A tie vote put Reynoldsburg Board of Education President Joe Begeny on the spot last week.

A tie vote put Reynoldsburg Board of Education President Joe Begeny on the spot last week.

Begeny cast the deciding vote Aug. 16 to break a 2-2 tie and switch meeting sites from various schools back to the Reynoldsburg Municipal Building, 7232 E. Main St., starting Sept. 20.

"This is a tough decision for me," he said.

"I love us being invited to have meetings at the individual schools, but this is a lot of money to spend. I'd like to revisit this at another time."

He was referring to a report from district Business Manager Todd Stahr, who presented a sheet calculating the cost of holding meetings at individual schools.

Stahr came up with an average cost of about $733 per meeting, for extra custodial and technician hours for such things as setting up and putting away chairs and tweaking sound systems.

The total cost for last year's meetings was $3,666, according to Stahr's calculations.

After hearing Stahr's report, board member Neal Whitman made a motion to move the meetings back to City Hall. He and board member Elaine Tornero voted in favor, with board members Debbie Dunlap and Robert Truex opposed.

Dunlap questioned Stahr's figures.

"I was taken aback by some of the hours listed," she said. "If we are doing this on a regular basis and it becomes a well-oiled machine -- I know some districts (that hold meetings in schools) say it is well worth it.

"I like being in the different buildings and getting a sense of what the kids are doing and see presentations by the kids in that school," she said. "I would like to discuss a possible investment in an audio system we could set up easily and tear down easily."

Whitman said he had heard from a handful of people who want the meetings at the schools, which is where they were held last school year.

However, he said, he also heard from others who thought it was easier to have the meetings consistently at City Hall.

The Sept. 20 meeting will start at 6:30 p.m.


In other business, board members passed a resolution to support the FEED Ohio program for the second year, but also for the second year, Tornero voted against it.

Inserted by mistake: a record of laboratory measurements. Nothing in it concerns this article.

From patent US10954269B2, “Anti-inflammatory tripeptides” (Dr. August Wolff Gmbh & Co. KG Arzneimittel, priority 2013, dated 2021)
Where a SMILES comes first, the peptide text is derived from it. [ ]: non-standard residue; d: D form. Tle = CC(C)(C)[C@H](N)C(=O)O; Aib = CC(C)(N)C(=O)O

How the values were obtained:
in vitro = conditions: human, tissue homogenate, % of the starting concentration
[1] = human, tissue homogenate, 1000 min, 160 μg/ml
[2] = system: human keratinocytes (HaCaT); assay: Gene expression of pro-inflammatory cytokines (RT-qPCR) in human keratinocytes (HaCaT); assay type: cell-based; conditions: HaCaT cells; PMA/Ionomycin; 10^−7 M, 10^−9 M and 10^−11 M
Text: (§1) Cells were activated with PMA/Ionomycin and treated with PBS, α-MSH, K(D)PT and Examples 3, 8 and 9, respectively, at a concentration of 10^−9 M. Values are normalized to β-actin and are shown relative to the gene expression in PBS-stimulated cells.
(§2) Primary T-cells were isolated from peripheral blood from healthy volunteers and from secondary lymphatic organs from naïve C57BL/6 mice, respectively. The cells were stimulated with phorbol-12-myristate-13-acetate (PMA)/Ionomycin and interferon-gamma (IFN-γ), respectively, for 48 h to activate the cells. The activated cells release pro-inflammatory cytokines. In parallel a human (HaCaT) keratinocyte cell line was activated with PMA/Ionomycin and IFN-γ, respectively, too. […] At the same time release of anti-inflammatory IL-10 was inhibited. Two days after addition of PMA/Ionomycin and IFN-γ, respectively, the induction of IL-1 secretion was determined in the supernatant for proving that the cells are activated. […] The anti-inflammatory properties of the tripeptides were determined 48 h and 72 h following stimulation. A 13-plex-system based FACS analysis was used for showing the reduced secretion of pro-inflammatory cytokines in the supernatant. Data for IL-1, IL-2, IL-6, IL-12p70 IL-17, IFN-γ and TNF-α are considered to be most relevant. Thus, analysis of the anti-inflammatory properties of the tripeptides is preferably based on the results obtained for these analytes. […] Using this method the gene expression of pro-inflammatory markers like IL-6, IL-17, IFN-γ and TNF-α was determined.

FEED Ohio is a program begun by Gov. John Kasich that encourages communities to pass a resolution to collect food and raise funds for their local food pantries during September.

Last fall, Begeny and then- board member Sandy Long volunteered to be targets at a "Pie in the Face" toss at Reynoldsburg High School. Nine raffle winners won a chance to use a catapult built by STEM students to toss pies at Long and Begeny.

All proceeds collected from that event went to the Reynoldsburg Helping Hands food pantry.

"We never know when we will be in the position to need help," FEED Ohio coordinator Crystal Davies said.

Last year, she recruited 65 neighborhood volunteers and coordinated the collection of more than 3,000 food and personal items for the food pantry, along with more than $350 in cash donations.

Tornero said she objected to the resolution because she feels it obligates schools to participate.

"It says in the resolution we would encourage our district to take part," she said. "That puts pressure on principals in our buildings when I would like the focus to be on getting the school year started.

"I also worry about parents, who have put out a lot of money for school supplies, clothing and fees and I do not want to ask them for more or put pressure on kids to collect canned goods," she said.

Begeny said he thought the program was, "something kids could get involved in as they chose."

Dunlap was a volunteer for the program last year.

"School has begun and this is another lesson for our children -- the ability to give and have empathy for others," she said.

"This is a statewide effort and I think we should agree to help the program and teach our children to do good things from the heart."